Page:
Byline: Samantha Conti

SCHONENWERD, Switzerland — Texas Pacific Group wants to bring Bally into luxury’s major leagues — and it’s not wasting any time.
Two months after TPG announced it was buying Bally, the new creative team had pumped out a handbag collection and Norwegian photographer S+lve Sundsb+ was shooting the spring 2000 ad campaign.
“We wanted to get the message out fast that times were changing at Bally,” said Scott Fellows, the company’s creative director and former marketing chief at Ferragamo. “We knew things wouldn’t be perfect, but we couldn’t afford to wait.”
Broadcasting Bally’s new, if incomplete, message was crucial for TPG, which has ambitious plans for the ailing company. It wants to transform the 150-year-old Swiss name into Europe’s next big luxe brand and position it alongside Gucci, Ferragamo and Louis Vuitton.
The Bally purchase is TPG’s first foray into luxury land. It has a controlling stake in J. Crew and an investment portfolio that includes Virgin Entertainment, Continental Airlines and Del Monte. In 1996, it rescued the Italian motorcycle company Ducati and successfully floated it on the stock market last year. TPG plans to propel Bally back into the black in three years, and its strategy is twofold: streamline operations and inject a shot of youth into Bally’s stodgy image. At the same time, the company has no plans to bury its past.
TPG plans to focus on the “Swissness” of the product, emphasizing not only luxury, but also comfort and practicality.
Bally was founded in this Swiss hamlet in 1851 by Carl Franz Bally, whose family owned a ribbon factory. That year, Bally returned from a trip to Paris with a stash of handmade shoes — a gift for his wife. Soon after, he developed the first mechanized shoe manufacturing technique with help from local cobblers.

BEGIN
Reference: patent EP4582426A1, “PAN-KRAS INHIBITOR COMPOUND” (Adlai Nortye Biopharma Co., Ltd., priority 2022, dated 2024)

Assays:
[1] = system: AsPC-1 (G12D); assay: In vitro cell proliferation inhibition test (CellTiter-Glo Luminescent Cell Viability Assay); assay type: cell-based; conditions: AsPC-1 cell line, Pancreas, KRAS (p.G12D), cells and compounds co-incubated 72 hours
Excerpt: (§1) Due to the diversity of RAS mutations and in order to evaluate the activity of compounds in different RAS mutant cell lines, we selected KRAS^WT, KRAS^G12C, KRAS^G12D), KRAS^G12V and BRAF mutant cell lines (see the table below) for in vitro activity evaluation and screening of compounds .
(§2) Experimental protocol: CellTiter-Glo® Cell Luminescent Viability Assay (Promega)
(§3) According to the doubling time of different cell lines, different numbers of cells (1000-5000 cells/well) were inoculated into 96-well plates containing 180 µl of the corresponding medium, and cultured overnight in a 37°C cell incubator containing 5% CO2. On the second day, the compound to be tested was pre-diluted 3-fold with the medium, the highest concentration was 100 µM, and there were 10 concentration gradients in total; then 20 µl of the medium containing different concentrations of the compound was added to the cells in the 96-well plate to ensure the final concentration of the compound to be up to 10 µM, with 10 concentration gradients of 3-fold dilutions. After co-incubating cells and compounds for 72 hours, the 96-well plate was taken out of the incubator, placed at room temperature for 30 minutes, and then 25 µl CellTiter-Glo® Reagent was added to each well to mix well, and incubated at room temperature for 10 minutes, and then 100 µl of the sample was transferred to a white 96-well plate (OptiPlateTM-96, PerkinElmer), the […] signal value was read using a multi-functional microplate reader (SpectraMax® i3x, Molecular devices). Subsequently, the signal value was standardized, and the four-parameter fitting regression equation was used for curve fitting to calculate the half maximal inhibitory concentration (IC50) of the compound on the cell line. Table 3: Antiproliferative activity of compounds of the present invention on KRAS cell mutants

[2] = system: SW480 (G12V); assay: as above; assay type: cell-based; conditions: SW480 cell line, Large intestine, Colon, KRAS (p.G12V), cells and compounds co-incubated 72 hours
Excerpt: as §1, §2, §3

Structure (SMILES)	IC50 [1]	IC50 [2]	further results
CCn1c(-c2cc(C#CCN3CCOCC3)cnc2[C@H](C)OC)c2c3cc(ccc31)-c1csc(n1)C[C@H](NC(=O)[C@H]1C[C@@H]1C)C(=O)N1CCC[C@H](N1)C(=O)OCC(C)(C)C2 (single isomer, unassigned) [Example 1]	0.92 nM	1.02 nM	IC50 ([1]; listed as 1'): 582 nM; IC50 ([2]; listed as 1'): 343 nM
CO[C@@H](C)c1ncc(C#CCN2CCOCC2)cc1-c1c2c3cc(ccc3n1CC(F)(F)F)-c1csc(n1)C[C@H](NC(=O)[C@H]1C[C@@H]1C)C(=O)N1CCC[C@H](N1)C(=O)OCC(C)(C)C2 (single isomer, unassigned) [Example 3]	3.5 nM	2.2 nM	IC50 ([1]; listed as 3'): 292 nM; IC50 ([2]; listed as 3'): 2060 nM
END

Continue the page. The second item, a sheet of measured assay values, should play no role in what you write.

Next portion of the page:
“The strategy lies in believing and behaving like a luxury brand,” said Gerald Mazzalovo, Bally’s president and chief executive officer, during an interview at his offices here. “That means having selective distribution and making your customers feel privileged to be wearing Bally.”
Mazzalovo, the former president and chief executive officer of Loewe and a former Ferragamo executive, plans to downsize Bally’s distribution network, especially in Europe, over the next six months.
“This company is losing money, so our first objective is to stop the bleeding,” Mazzalovo said. “That means closing stores, slashing the list of wholesale clients and drastically reducing our production cycle.”
He said he planned to shut 120 stores in nonstrategic cities such as Metz and Djon in France, leaving Bally with 180 directly operated, freestanding stores and 100 franchise shops. Wholesale accounts will be reduced from 1,800 to 180.
Mazzalovo added that Bally would continue to sell to U.S. stores such as Nordstrom and Bloomingdale’s. Bally has about 48 store accounts and 200 wholesale customers in the U.S., a market that generates 25 percent of the firm’s sales. Mazzalovo said the U.S. and Japan were the markets with the “highest potential” for growth.
Carlo Pambianco, a consultant for the fashion and textiles industry in Milan, said the ambitious repositioning of Bally would take at least three to five years.
“Moving Bally from the ‘quality zone’ to the ‘luxury zone’ means getting into the heads of a lot of consumers all over the world and telling them that Bally is changing,” Pambianco said.
“Management would do well to focus on communication and downscaling the distribution network.”
When TPG purchased Bally last year, the company put its annual losses at approximately $62.5 million, based on current exchange rates. Bally’s 1998 sales — the last full year reported — were $500 million. Mazzalovo declined to give any sales projections.
TPG reportedly paid more than $200 million for Bally; an initial $65 million went toward the purchase from Oerlikon-Buhrle Holding AG. The remaining $135 will be invested in the restructuring, sources close to the company said.
This summer, Bally will move its headquarters from Schonenwerd, outside Zurich, to Caslano, which is near the Italian border and about an hour’s drive from Milan.
“Caslano is closer to the whole fashion supply system,” said Mazzalovo. “We’ll also be in a better position to attract first-class talent. If we want to play the fashion game, we have to be closer to the Milan fashion hub.”